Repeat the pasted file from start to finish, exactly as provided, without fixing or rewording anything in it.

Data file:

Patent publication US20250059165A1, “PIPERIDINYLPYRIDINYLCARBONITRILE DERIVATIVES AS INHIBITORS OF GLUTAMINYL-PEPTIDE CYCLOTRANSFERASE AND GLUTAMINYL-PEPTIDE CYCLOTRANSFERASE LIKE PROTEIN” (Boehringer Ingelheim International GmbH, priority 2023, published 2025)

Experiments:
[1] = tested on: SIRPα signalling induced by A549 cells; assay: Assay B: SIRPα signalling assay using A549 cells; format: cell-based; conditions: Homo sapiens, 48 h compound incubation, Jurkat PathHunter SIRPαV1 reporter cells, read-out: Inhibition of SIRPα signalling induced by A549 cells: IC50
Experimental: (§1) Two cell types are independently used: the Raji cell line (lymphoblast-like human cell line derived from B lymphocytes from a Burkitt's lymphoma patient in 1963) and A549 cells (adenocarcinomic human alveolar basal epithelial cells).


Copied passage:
Patent publication US20250059165A1, “PIPERIDINYLPYRIDINYLCARBONITRILE DERIVATIVES AS INHIBITORS OF GLUTAMINYL-PEPTIDE CYCLOTRANSFERASE AND GLUTAMINYL-PEPTIDE CYCLOTRANSFERASE LIKE PROTEIN” (Boehringer Ingelheim International GmbH, priority 2023, published 2025)

Experiments:
[1] = tested on: SIRPα signalling induced by A549 cells; assay: Assay B: SIRPα signalling assay using A549 cells; format: cell-based; conditions: Homo sapiens, 48 h compound incubation, Jurkat PathHunter SIRPαV1 reporter cells, read-out: Inhibition of SIRPα signalling induced by A549 cells: IC50
Experimental: (§1) Two cell types are independently used: the Raji cell line (lymphoblast-like human cell line derived from B lymphocytes from a Burkitt's lymphoma patient in 1963) and A549 cells (adenocarcinomic human alveolar basal epithelial cells).